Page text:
Today, a group of 20 state legislators asked Attorney General Roy Cooper and Insurance Commissioner Wayne Goodwin to probe whether BCBS violated laws restricting robo-calls, as well as whether it engaged in political advocacy using the premiums of its customers.
But the probe the lawmakers are calling for appears to be underway already. "We received an inquiry from the AG's office a couple weeks ago," about whether the campaign violated laws, Lew Borman, a spokesman for BCBS of North Carolina, told TPMmuckraker. "We don't believe we broke any laws," Borman added.
The campaign to sway Hagan may have been misplaced from the start. Borman told TPMmuckraker last month that BCBS targeted Hagan because she hadn't yet committed to a public option. But Hagan helped write and pass the Senate Health, Labor and Education committee's version of the public option, which was stronger than the current Senate bill.
Here's the full text of the lawmakers' letter to Cooper and Goodwin:
The Honorable Roy Cooper
The State of North Carolina
The Honorable Wayne Goodwin
Commissioner of Insurance
The State of North Carolina
Dear Attorney General Cooper and Commissioner Goodwin:
In an apparent effort to maintain its dominance and control of the state health care market, BlueCross BlueShield of North Carolina has spent thousands of dollars paid by policy holders asking them to mail a pre-printed postcard to Senator Kay Hagan urging her to oppose health care reform and has engaged in automatic robo-calls urging policy holders to act on the mailings. This is most troubling to us as lawmakers and North Carolinians . We have heard from a number of constituents who are equally troubled. We have the following specific concerns.
We are concerned that BlueCross BlueShield of North Carolina has violated the intent of the Do Not Call Registry by using the exemption requiring a prior business relationship to engage in political advocacy. These robo-calls had nothing to do with providing care to patients, but were instead used to advocate a specific political stance. While we are strongly committed to the first amendment, we do not believe that policy holders intended for their relationship with blue cross to be used in this manner. We also believe BlueCross BlueShield has potentially broken the automatic dialing statute by not providing the contact information of the unsolicited caller in this recorded message. This lack of contact information appears to be in violation of federal guidelines surrounding automated calls as well.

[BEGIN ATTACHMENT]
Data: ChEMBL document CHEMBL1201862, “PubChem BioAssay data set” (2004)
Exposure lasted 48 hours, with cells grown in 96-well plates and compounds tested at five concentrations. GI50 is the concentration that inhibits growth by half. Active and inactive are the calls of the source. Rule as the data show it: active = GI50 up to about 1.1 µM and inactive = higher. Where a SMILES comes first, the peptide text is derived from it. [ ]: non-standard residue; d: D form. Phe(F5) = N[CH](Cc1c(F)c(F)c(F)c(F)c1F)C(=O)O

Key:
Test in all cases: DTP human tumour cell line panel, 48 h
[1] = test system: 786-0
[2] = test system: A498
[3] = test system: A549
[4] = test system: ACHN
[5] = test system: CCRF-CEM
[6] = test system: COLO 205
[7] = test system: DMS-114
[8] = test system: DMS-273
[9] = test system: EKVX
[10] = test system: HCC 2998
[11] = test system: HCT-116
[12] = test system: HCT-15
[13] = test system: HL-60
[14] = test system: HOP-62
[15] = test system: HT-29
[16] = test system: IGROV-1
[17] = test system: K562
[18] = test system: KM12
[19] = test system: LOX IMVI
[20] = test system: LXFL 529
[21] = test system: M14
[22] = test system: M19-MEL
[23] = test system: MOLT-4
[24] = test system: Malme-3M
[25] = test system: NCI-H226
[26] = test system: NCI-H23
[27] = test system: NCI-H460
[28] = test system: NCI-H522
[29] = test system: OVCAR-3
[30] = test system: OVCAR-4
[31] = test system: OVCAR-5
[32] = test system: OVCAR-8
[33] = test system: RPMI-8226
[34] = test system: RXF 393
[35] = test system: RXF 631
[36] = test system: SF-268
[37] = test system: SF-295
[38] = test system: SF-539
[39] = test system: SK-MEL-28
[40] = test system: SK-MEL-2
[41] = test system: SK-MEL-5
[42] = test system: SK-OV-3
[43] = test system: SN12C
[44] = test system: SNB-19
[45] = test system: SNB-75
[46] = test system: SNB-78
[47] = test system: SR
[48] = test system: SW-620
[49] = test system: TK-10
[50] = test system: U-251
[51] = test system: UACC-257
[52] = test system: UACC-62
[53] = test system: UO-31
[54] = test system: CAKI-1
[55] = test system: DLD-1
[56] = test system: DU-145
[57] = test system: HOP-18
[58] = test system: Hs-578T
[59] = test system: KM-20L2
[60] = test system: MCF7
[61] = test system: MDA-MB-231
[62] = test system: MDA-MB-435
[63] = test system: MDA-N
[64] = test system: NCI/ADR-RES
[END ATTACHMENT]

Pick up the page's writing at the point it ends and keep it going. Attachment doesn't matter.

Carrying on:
Page II November 24, 2009
Attorney General Cooper
Commissioner of Insurance Goodwin
Further, given BlueCross BlueShield of North Carolina 's status as a not-for-profit with a share of 96.8% in our individual insurance market built on over 60 years of preferred tax exemptions, we are concerned as a matter of public policy and ethical business practices that they have inappropriately engaged in political advocacy. As a corporation that claims to deliver innovative health care products and services to its members, BlueCross BlueShield appears to be engaging in a blatant political campaign utilizing the premiums paid by their customers. Even if there is no apparent violation of existing statutes, we think this is bad public policy that deserves further scrutiny.
We would very much appreciate your respective offices investigating these issues for any potential violation of state laws or regulations.
Thank you for your service to our state.
Sen. Stan Bingham Sen. Katie Dorsett Sen. Ellie Kinnaird
Rep. Alma Adams Rep. Larry Bell Rep. Angela Bryant
Rep. Susan Fisher Rep. Rick Glazier Rep. Pricey Harrison
Rep. Verla Insko Rep. Marvin Lucas Rep. Paul Luebke
Rep. Marian McLawhorn Rep. Grier Martin Rep. Garland Pierce
Rep. Ray Rapp Rep. Deborah Ross Rep. Alice Underhill Rep. Edith Warren Rep. Larry Womble